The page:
Fully Booked: A New Direction at the BPL’s Courtyard Restaurant
Chef Wyatt Maguire is reinventing museum-level dining at the Boston Public Library, one dessert-loaded vintage book cart at a time.
Situated on the edge of Copley Square is a dining room complete with white tablecloths, wing chairs, and soaring ceilings. On the menu: an elaborately constructed crab salad with spheres of Charentais melon, poached lime segments, and sturgeon caviar; a white gazpacho dramatically poured tableside and streaked with smoked paprika oil; and from-scratch profiteroles finished with a touch of sea salt, proffered from an old-school dessert cart. No, we’re not describing L’Espalier, the neighborhood’s de facto temple to haute cuisine—we’re talking about the Boston Public Library.
Not many know about the Courtyard Restaurant, a full-service, lunch-and-tea-only eatery situated behind a sandwich counter inside the vaunted building. Even its current chef, Wyatt Maguire (previously the chef de cuisine at Menton), didn’t know the place existed before he joined the team nine months ago. But after a three-hour lunch there with Shane O’Neill, executive chef of the Catered Affair—the catering company that powers the BPL’s events—Maguire was impressed with the restaurant’s already high standards.
Now that he’s running the kitchen, Maguire has made it his mission to up the quality further while making the dining experience more personal (and less fussy). To that end, he’s started sourcing produce from the nearby Copley Square farmers’ market twice a week, making all of the desserts in-house, and adding witty, interactive references to the restaurant’s literary home—antique books to serve an amuse of choux pastry filled with fresh pea mousse; a vintage library cart to hold the vast array of plated desserts and cookies.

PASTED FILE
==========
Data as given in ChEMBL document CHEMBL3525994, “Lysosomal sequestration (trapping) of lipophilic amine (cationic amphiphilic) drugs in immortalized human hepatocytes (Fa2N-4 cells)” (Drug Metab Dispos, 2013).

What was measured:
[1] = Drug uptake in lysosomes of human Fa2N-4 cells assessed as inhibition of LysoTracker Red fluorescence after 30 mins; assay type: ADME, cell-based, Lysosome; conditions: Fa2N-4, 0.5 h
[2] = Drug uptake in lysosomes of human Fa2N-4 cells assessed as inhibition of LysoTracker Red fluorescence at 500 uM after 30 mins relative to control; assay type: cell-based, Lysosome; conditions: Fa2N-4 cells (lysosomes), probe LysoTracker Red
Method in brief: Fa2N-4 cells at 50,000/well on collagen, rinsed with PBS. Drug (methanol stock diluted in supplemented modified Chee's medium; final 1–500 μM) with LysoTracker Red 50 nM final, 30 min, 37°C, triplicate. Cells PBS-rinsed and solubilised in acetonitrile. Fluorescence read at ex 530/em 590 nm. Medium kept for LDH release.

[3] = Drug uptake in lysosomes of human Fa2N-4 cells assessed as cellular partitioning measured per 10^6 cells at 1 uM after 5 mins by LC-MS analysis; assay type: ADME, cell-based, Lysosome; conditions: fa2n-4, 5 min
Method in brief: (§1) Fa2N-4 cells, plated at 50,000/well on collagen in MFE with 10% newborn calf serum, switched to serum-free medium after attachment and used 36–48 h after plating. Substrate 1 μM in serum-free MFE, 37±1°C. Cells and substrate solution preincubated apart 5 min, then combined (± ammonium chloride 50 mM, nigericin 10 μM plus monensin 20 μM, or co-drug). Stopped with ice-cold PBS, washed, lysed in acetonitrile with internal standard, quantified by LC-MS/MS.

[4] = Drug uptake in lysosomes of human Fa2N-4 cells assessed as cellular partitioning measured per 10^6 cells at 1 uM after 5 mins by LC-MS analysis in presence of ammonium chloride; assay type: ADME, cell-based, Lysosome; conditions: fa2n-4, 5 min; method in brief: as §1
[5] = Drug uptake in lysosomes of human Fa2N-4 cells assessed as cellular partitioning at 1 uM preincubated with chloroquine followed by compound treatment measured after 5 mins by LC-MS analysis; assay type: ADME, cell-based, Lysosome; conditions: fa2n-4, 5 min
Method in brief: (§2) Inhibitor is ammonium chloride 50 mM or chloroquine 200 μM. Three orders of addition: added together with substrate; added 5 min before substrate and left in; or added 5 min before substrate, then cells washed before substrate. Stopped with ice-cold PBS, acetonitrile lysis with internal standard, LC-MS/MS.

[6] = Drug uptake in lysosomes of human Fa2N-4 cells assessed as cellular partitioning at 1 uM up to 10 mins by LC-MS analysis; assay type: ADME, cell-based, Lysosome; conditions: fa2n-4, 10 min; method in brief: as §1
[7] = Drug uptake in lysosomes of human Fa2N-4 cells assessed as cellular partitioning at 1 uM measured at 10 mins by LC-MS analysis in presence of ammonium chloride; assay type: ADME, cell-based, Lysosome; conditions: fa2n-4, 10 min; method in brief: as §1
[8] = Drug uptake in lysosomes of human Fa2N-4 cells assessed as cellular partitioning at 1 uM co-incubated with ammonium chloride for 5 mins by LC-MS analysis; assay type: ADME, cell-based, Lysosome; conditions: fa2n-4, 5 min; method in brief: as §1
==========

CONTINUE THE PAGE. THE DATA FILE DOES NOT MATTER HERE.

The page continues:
At the moment, Maguire says, library regulars and visitors taking tours make up the majority of the restaurant’s diners. But if he has it his way, the Courtyard will become just as much of a draw as its historical home
The Culinary Arts
Revisiting two other high-style restaurants inside local institutions.
Café G at the Isabella Stewart Gardner Museum
The museum’s long-standing Gardner Café got a makeover and a new name in 2012. The space now boasts chic red lamps and patterned rugs, and a lunch-and-early-dinner menu.
The Good: Crunchy, orange- sesame chicken drumettes; “Milanese”-style polenta with ricotta; goat cheese panna cotta layered over a nasturtium cake.
The Not So Good: Bland tuna crudo; a barbecue-pork taco served curiously in a taco-salad-style shell.
25 Evans Way, Boston, 617-566-1088, gardnermuseum.org.
Bravo at the Museum of Fine Arts
The most upscale of the MFA’s four restaurants—see: plush banquettes, Lucite tables—offers brunch, lunch, and dinner.
The Good: The warm, green-olive-studded rolls in the bread basket; the house-made smoked duck pâté and pork rillettes on the charcuterie plate; the pan-seared hake finished with a dollop of uni butter.
The Not So Good: A lack of seasoning in some dishes; forgetful service.
465 Huntington Ave., Boston, 617-369-3474, mfa.org.